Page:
Some Haitians are welcoming France's new interest in their nation as a counterbalance to the United States, which has sent troops there three times in the past 16 years. But Sarkozy's visit is also reviving bitter memories of the crippling costs of Haiti's 1804 independence.Of course, in 2003, then President Jean Bertrand Aristide demanded France pay back its historical debt to Haiti. The amount asked for was over $21 billion. However, before the case could make it to court, Aristide was ousted in a coup and flown to the Central African Republic on a US Military plane.
A third of the population was killed in an uprising against exceptionally brutal slavery, an international embargo was imposed to deter slave revolts elsewhere and 90 million pieces of gold were demanded by Paris from the world's first black republic.
According to the AP:
One official close to the French presidency, briefing reporters in Paris on condition of anonymity, hinted that France is not deaf to calls for reparations, calling Sarkozy's visit "an occasion to show that France is mobilizing to give Haitians control of their destiny and pay past debts."The IDB said yesterday that reconstruction costs may reach $14 billion. If France were to recognize their historical debt to Haiti it could go a long way towards helping Haiti rebuild. However Reuters reports that Sarkozy announced an aid package of 270 million Euros over two years, and will cancel a debt of 56 million Euros. While these are welcome developments, the debt France imposed upon Haiti had devastating consequences, as AP reports:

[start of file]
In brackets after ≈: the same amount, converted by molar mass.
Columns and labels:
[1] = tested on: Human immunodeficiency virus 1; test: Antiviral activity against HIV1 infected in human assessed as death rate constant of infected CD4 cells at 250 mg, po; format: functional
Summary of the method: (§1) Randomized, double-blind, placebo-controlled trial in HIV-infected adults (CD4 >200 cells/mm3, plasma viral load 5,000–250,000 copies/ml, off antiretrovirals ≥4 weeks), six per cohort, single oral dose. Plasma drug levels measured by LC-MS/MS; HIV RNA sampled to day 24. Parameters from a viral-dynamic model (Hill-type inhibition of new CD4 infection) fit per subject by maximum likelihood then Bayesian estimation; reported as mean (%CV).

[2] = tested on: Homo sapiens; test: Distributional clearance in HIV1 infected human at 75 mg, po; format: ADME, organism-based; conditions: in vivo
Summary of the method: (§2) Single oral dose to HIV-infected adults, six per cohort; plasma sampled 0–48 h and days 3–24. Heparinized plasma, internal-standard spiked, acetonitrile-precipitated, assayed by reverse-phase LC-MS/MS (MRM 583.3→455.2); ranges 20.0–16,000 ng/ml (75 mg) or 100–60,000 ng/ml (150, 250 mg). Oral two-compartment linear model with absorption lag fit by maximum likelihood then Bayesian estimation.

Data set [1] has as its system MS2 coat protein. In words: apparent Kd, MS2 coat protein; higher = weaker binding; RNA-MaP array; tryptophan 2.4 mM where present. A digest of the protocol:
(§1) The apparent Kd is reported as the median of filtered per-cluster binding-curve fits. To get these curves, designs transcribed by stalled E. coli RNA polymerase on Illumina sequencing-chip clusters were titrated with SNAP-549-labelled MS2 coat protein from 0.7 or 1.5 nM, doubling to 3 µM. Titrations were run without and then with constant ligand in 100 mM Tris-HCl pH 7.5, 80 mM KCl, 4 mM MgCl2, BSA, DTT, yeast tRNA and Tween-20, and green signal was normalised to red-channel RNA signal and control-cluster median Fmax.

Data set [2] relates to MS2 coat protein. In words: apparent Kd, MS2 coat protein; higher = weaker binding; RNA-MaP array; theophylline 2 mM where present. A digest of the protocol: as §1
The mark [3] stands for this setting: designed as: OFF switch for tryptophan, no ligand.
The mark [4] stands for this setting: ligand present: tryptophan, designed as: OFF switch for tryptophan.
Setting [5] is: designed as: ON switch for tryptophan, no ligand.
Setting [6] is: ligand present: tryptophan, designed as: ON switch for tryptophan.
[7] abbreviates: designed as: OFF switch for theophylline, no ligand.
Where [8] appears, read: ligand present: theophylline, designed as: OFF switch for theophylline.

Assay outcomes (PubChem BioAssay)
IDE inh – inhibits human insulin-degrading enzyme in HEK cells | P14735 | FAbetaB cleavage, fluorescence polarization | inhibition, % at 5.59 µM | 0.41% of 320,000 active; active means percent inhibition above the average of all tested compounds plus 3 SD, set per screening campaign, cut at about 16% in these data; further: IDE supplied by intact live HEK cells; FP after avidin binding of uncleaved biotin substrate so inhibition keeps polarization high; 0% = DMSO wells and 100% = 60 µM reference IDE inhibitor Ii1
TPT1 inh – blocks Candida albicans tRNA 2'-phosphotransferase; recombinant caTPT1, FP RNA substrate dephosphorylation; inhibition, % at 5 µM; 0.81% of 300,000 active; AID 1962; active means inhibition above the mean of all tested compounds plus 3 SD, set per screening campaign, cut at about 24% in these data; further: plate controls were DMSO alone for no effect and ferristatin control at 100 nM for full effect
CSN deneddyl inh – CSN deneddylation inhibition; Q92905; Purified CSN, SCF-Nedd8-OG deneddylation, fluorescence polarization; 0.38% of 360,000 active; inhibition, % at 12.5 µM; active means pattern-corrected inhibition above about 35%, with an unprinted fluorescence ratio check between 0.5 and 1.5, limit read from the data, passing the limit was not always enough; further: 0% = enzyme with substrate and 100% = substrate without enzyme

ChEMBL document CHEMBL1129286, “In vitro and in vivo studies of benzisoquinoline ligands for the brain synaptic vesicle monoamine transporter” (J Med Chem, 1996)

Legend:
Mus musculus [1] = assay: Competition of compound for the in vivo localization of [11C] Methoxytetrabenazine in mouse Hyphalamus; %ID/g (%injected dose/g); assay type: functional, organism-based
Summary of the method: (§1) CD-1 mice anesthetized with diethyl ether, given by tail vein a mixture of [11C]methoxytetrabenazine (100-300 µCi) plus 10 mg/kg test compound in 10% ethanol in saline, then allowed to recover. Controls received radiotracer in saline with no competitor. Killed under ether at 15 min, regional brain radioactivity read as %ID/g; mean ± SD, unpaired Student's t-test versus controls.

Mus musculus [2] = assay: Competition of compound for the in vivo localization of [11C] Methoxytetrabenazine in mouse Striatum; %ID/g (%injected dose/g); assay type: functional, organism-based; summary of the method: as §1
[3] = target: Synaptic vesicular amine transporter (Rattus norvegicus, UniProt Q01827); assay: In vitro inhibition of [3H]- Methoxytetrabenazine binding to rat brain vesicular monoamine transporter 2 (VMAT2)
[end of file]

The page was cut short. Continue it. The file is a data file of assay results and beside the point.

In 1825, crippled by the U.S.-led international embargo that was enforced by French warships, Haiti agreed to pay France 150 million francs in compensation for the lost "property" — including slaves — of French plantation owners.
By comparison, France sold the United States its immensely larger Louisiana Territory in 1803 for just 60 million francs. The amount for Haiti was later lowered to 90 million gold francs.
Haiti did not finish paying the debilitating debt — which was swollen by massive interest payments to French and American banks — until 1947.
But Haiti's wealth already was destroyed. It had been the world's richest colony, providing half the globe's sugar and other exports including coffee, cotton, hardwood and indigo that exceeded the value of everything produced in the United States in 1788.
By the early 1780s, half of Haiti's forests were gone, leading to the devastating erosion and extreme poverty that bedevils the country today.